July 17, 2022
Weekly Market Outlook
By Keith Schneider and Donn Goodman
It has been a week of negative news on most of these fronts.
Monday thru Wednesday, the stock market drifted lower on anticipated bad news on inflation. Hawkish rhetoric from a few Federal Reserve Governors exacerbated the situation.
Wednesday morning the latest on CPI was released and rose by 1.3% for June. The numbers also indicated that the CPI was up 9.1% year-over-year. Much hotter than was expected and not seen since the early 1980s. Inflation not only continued to rise in June, but the data was much worse than expected.
The increase was broad based as well. Gasoline, shelter, and food all being the largest contributors to the 9.1% rise for the 12 months. The energy index rose 7.5% over the month and contributed nearly half of all items increase with the gasoline index rising 11.2% after a small 4.1% increase in May. Natural Gas rose 8.2% in June, the largest monthly increase since October 2004. The energy index rose 41.6% over the past year while the gasoline index increased a devastating 59.9%, representing the largest 12 month increase in that index since March 1980. Electricity rose 13.7% the largest 12-month increase since the period ending April 2006.
The need for the Fed to get more hawkish immediately hit the market. Many economists were hoping (and expecting) that recent data showing a slowdown would prompt the Federal Reserve to hike at their upcoming meeting by just 50 bp, after this news hit the preponderance of views was that 75 bp was baked in the cake. Others pointed out that it was time for the Fed to get very aggressive and raise rates by 1.0%. Unprecedented.
While the U.S. Fed at its upcoming meeting will only hike by 75 basis points, it is important to note that the Bank of Canada recently hiked rates by a full 100 basis points (1.0%) and the European Central Bank is set to raise rates for the first time in a decade next week for the first time in a decade.
After falling the past few weeks because of a perceived slowdown in the economy, the 10-year began its rise, yet again. Ending the week at about 3.0% and the 2-year note stretching to 3.13%, this inverted yield curve is predicting a recession sometime in the next year. In the past this has been a reliable indicator. See chart below:
Thursday, JP Morgan and Morgan Stanley both reported significant earnings misses on higher revenue. JP Morgan also announced a halt on their future share buybacks, something Wall Street has not seen in a very long time (remember that there were $800 billion in corporate buybacks during 2021 helping to artificially prop up the stock market).
JP Morgan's CEO, Jamie Dimon was quite negative on the state of the economy and stated the following:
"On the one hand, Dimon said, the U.S. economy continues to grow and both the job market and consumer spending, and their ability to spend, remain healthy. But geopolitical tension, high inflation, waning consumer confidence, the uncertainty about how high rates have to go and the never-before-seen quantitative tightening and their effects on global liquidity.... are very likely to have negative consequences on the global economy sometime down the road," he warned.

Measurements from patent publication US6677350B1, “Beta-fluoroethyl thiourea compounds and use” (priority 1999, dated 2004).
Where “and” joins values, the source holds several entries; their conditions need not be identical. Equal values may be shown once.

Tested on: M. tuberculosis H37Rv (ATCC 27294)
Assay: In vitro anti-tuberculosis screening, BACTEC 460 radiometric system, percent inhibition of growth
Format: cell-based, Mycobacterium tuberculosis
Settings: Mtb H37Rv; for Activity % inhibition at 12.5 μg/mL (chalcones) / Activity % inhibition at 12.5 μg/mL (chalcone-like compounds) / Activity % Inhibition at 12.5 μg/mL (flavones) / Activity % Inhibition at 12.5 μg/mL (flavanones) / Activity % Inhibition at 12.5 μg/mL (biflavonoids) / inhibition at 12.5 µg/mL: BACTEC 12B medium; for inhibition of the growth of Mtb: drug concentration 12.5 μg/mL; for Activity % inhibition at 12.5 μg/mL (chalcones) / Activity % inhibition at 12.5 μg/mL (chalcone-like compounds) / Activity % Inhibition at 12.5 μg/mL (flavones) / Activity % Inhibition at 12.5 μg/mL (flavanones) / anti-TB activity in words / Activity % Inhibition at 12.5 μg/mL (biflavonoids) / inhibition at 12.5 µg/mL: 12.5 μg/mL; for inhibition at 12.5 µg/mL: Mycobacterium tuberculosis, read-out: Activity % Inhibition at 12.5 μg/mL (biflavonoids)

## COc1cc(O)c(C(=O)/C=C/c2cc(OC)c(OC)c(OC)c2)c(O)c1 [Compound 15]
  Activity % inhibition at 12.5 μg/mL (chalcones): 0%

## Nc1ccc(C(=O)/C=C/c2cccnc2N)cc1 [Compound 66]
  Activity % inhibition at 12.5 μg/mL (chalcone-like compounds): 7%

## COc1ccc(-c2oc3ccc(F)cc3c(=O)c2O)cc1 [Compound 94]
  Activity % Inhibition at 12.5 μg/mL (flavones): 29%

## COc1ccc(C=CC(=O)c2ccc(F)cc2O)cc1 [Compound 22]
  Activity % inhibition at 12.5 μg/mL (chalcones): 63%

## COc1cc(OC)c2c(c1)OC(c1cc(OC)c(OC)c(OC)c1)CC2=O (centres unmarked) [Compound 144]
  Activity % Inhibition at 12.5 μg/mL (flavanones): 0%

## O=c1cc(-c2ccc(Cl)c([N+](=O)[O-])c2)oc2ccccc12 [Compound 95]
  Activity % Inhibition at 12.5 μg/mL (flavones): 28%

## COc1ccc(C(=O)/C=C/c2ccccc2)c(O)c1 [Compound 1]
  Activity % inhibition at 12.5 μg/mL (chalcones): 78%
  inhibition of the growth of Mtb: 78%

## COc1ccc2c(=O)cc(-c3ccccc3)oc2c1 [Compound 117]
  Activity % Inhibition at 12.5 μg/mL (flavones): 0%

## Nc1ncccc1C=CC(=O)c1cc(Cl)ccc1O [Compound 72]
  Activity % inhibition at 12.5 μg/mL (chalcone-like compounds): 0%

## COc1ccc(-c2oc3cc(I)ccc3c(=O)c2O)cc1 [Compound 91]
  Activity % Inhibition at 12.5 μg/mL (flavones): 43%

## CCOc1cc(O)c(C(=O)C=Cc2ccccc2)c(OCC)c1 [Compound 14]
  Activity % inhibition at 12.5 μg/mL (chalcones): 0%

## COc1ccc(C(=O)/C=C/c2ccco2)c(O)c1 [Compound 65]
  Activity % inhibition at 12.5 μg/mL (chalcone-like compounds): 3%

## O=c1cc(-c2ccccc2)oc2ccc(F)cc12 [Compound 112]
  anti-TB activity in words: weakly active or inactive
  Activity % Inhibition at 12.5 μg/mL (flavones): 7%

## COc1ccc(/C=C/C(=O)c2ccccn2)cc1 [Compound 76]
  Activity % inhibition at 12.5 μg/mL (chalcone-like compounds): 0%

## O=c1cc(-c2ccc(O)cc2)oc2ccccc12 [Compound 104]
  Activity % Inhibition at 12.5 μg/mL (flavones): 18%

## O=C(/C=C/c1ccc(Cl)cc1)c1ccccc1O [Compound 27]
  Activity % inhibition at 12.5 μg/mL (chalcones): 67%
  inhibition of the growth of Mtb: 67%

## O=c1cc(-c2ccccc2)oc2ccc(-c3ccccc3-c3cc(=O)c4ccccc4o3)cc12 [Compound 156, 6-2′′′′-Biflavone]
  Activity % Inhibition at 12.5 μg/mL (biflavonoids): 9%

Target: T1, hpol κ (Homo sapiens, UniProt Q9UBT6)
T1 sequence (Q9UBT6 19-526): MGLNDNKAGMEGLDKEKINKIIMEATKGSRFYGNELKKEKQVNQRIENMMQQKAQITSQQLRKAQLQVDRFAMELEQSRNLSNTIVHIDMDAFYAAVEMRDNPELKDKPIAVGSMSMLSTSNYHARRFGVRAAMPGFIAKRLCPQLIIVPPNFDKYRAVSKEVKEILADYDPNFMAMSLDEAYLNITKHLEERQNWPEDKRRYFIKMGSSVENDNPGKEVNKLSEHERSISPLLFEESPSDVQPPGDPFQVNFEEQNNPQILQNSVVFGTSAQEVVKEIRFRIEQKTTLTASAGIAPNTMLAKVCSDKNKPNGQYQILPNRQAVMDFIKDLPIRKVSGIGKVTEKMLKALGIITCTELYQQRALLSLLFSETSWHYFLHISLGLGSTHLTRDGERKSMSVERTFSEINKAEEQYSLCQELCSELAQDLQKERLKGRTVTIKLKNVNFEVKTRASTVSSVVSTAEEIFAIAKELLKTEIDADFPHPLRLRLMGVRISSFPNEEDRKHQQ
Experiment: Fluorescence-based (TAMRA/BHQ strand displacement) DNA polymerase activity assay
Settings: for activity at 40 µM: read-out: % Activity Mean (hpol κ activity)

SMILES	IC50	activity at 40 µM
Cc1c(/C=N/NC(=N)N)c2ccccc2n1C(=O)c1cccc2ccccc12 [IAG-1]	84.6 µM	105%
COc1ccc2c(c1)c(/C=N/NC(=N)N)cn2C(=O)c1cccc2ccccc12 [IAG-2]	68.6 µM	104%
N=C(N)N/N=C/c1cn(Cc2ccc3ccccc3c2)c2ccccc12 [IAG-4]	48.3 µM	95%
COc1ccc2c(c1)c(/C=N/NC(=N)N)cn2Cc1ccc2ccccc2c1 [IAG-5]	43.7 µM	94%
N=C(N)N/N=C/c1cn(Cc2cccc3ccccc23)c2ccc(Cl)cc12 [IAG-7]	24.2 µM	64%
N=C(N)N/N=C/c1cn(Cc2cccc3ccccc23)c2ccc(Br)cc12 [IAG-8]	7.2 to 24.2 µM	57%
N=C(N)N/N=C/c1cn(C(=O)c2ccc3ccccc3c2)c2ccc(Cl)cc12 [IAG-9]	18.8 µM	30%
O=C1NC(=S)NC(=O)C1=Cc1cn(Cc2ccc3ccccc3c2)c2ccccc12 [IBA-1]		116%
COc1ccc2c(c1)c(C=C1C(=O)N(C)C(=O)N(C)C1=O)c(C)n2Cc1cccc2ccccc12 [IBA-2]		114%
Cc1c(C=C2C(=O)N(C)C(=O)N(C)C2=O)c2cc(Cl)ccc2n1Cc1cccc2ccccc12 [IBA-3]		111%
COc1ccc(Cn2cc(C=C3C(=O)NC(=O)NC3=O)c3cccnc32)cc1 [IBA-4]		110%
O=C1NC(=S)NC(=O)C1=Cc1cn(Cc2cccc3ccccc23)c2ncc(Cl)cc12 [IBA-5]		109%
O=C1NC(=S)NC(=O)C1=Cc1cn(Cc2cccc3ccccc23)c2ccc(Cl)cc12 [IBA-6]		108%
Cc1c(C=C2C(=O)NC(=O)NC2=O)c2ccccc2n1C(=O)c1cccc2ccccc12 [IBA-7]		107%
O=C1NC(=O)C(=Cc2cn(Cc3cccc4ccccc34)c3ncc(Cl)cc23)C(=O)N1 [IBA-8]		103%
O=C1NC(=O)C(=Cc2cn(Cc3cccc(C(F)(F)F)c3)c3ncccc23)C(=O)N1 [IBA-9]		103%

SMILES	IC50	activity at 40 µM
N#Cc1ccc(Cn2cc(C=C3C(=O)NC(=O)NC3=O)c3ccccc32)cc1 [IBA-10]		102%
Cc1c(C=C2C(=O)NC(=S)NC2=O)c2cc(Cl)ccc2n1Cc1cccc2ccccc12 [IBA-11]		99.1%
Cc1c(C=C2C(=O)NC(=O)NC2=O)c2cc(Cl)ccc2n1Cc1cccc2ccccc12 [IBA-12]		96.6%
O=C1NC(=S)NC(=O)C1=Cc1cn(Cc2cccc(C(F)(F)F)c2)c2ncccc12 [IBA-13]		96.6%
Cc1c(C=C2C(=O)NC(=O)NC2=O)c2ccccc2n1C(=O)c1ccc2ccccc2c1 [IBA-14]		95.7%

The JP Morgan news met with another day of selling in the stock market on Thursday. Negative market action recovered by day's end and the markets ended slightly down and the NASDAQ was up a little. Some recovery.
On Friday, the University of Michigan consumer sentiment readings came out better than expected showing a slight improvement over May's awful 50 number. (Please note that the 50% fell from high consumer sentiment numbers of 67.2 in January) Also Citi Bank reported better than expected earnings and the S&P was up better than 2%, the tech heavy NASDAQ was up over 2.5% helping to recover most of the week’s losses. The S&P was down less than 1.0% for the week.
Has inflation subsided and everything is now on better footing?
As we mentioned last week, NOBODY knows. We did see some positive signs over the past few weeks that may imply, even with hot CPI and PPI inflation numbers, we may be seeing the slowdown the Federal Reserve would like to see.
One of the numerous charts we have seen recently include a listing of the change in commodity prices from their highs earlier this year until this past week. This should have a more positive effect on the ongoing inflation narrative IF these are sustainable and we don't see oil or copper, or lumber turn around and head higher in the near future. See charts below:
Add to these fast-changing economic indicators is the fact that the US Dollar has recently hit a new high and gone to parody (equal value) to the Euro. This has not happened for two decades. This nearly 20% rise in the US Dollar over the past 12 months can be attributed to many factors including a flight to quality with many investors sitting in cash.
Whatever the reasons (and there are many), this will add a currency headwind on corporate earnings this year and perhaps even into next year. With many of the US largest companies having between 30-40% of their earnings coming from overseas, this could knock their earnings down substantially due to the punitive damage a stronger dollar does when converting overseas sales to US revenue.
Our own Mish had much to say this past week on a few important appearances. She commented on everything from inflation, earnings, the commodity supercycle we find ourselves in, and other relevant economic indicators. Watch these replays here:
HOW TO STAY ONE STEP AHEAD
As we have pointed out on numerous occasions in previous Market Outlooks, here are some ways you can stay one step ahead:
Market Insights from our Big View service:
Every week you'll gain actionable insight with: